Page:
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Second West Nile Virus Human Case Reported

West Nile Virus-infected mosquitoes have been found in 67 communities from nine counties so far during 2012.

Second West Nile Virus Human Case Reported

An unidentified Cambridge man in his 70s is the second person in Middlesex County to be infected by the West Nile Virus this year, according to the state's Department of Health and Human Services.

The man remained hospitalized as of last week, according to a DHHS press release.

"The announcement is a compelling indicator that the threat of mosquito-borne illness is widespread, and people should continue taking simple, common-sense steps to protect themselves and their families against mosquito bites," said DPH Commissioner John Auerbach in a written statement. "Use insect repellant, cover exposed skin, and avoid outdoor activities at dusk and after nightfall when mosquitoes are their most active."

West Nile Virus-infected mosquitoes have been found in 67 communities from nine counties so far during 2012, according to the press release. The from Middlesex in his 60s who was infected in July.

Testing conducted on July 24 found the virus in mosquito pools in neighboring communities including Medford, Malden and Melrose, according to state data.

As result of the human cases, West Nile threat levels have been raised to "critical" in Cambridge, "high" in Arlington and "moderate" in Medford and Malden. Winchester, Lexington and Woburn are still at the "low" risk level.

Some West Nile prevention tips include (Courtesy of the Massachusetts Department of Public Health):

    Avoid Mosquito Bites

    • Apply Insect Repellent when Outdoors. Use a repellent with DEET (N, N-diethyl-m-toluamide), permethrin, picaridin (KBR 3023), oil of lemon eucalyptus [p-methane 3, 8-diol (PMD)] or IR3535 according to the instructions on the product label. DEET products should not be used on infants under two months of age and should be used in concentrations of 30% or less on older children. Oil of lemon eucalyptus should not be used on children under three years of age.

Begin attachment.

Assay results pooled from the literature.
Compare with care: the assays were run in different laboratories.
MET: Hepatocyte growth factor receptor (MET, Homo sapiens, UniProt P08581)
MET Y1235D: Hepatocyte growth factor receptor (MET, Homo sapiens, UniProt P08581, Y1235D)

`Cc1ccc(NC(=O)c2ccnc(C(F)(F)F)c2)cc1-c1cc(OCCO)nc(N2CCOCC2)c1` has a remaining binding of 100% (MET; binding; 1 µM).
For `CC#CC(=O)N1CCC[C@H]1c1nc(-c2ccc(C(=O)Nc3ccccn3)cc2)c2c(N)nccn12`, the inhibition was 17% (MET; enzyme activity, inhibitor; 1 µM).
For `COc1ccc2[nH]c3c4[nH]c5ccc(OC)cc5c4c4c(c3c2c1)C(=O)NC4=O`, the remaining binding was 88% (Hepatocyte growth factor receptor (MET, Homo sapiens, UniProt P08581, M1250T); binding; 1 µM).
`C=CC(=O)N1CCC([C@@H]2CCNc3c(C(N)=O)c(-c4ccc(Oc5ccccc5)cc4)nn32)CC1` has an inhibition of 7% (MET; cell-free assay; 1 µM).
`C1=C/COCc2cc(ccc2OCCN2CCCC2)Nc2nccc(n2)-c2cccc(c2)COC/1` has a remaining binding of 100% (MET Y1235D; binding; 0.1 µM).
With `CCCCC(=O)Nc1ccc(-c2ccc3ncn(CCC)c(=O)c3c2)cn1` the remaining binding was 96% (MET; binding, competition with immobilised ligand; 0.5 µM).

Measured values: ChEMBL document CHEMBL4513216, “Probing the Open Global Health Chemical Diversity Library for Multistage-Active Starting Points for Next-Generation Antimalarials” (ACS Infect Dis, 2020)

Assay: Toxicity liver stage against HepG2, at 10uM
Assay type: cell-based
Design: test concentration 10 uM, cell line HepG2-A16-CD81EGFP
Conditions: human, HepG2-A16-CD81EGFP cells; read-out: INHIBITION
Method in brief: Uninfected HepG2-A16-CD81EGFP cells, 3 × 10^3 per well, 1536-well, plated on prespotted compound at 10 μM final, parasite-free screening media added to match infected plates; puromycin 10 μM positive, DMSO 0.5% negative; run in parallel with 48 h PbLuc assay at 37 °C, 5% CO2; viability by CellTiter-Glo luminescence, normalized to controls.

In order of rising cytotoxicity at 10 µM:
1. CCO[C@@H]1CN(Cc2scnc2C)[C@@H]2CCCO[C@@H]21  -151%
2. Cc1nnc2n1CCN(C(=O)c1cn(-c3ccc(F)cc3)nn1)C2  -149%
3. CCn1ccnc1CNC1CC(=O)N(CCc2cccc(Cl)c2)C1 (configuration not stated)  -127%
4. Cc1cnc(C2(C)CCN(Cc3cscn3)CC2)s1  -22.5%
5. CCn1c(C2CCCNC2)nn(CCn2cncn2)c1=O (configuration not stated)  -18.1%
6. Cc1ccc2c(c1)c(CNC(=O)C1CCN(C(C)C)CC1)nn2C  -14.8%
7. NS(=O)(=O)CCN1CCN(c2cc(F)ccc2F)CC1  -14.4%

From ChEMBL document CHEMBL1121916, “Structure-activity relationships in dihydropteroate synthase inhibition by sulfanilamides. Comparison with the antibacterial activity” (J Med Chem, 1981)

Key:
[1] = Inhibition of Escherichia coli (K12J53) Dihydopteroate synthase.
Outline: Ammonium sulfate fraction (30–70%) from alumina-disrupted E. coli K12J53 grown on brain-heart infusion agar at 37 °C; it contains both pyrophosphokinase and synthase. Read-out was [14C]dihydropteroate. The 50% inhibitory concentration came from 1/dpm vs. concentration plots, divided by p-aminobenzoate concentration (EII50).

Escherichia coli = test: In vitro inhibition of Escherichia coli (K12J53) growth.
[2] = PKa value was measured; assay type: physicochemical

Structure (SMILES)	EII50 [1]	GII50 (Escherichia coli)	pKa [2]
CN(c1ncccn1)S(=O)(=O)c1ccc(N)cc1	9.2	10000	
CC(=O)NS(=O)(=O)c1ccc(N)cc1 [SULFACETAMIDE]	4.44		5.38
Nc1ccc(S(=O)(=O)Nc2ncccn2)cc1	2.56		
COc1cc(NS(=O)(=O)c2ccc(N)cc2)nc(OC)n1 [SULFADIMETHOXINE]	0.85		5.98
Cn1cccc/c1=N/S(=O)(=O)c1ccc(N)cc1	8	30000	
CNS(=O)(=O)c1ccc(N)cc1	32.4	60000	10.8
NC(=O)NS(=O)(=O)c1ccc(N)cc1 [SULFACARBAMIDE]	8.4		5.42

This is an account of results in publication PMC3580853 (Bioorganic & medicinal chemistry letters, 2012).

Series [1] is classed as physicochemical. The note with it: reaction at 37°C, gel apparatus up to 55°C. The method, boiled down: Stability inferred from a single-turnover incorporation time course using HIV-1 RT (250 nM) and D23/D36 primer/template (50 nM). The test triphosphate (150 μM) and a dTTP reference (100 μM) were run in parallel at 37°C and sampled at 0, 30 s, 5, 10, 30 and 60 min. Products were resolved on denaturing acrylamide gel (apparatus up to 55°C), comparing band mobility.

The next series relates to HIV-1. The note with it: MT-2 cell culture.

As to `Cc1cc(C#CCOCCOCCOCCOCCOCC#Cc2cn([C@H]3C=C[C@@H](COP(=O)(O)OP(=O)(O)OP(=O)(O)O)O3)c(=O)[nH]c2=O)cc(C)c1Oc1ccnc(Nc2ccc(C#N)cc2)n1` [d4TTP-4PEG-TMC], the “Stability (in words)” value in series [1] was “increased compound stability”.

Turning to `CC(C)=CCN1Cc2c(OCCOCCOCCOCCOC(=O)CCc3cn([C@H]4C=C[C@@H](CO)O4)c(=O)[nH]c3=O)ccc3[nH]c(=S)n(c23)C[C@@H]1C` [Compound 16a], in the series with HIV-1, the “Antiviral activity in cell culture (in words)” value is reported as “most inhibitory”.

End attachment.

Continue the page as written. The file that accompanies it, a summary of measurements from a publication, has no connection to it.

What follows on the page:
• Be Aware of Peak Mosquito Hours. The hours from dusk to dawn are peak biting times for many mosquitoes. Consider rescheduling outdoor activities that occur during evening or early morning.
    • Clothing Can Help Reduce Mosquito Bites. Wearing long-sleeves, long pants and socks when outdoors will help keep mosquitoes away from your skin.

    Mosquito-Proof Your Home

    • Drain Standing Water. Mosquitoes lay their eggs in standing water. Limit the number of places around your home for mosquitoes to breed by either draining or discarding items that hold water. Check rain gutters and drains. Empty any unused flowerpots and wading pools, and change water in birdbaths frequently.
    • Install or Repair Screens. Keep mosquitoes outside by having tightly-fitting screens on all of your windows and doors.

    Protect Your Animals

    Animal owners should reduce potential mosquito breeding sites on their property by eliminating standing water from containers such as buckets, tires, and wading pools — especially after heavy rains. Water troughs provide excellent mosquito breeding habitats and should be flushed out at least once a week during the summer months to reduce mosquitoes near paddock areas. Horse owners should keep horses in indoor stalls at night to reduce their risk of exposure to mosquitoes. If an animal is diagnosed with WNV or EEE, owners are required to report to DAR, Division of Animal Health by calling 617-626-1795 and to the Department of Public Health (DPH) by calling 617-983-6800.

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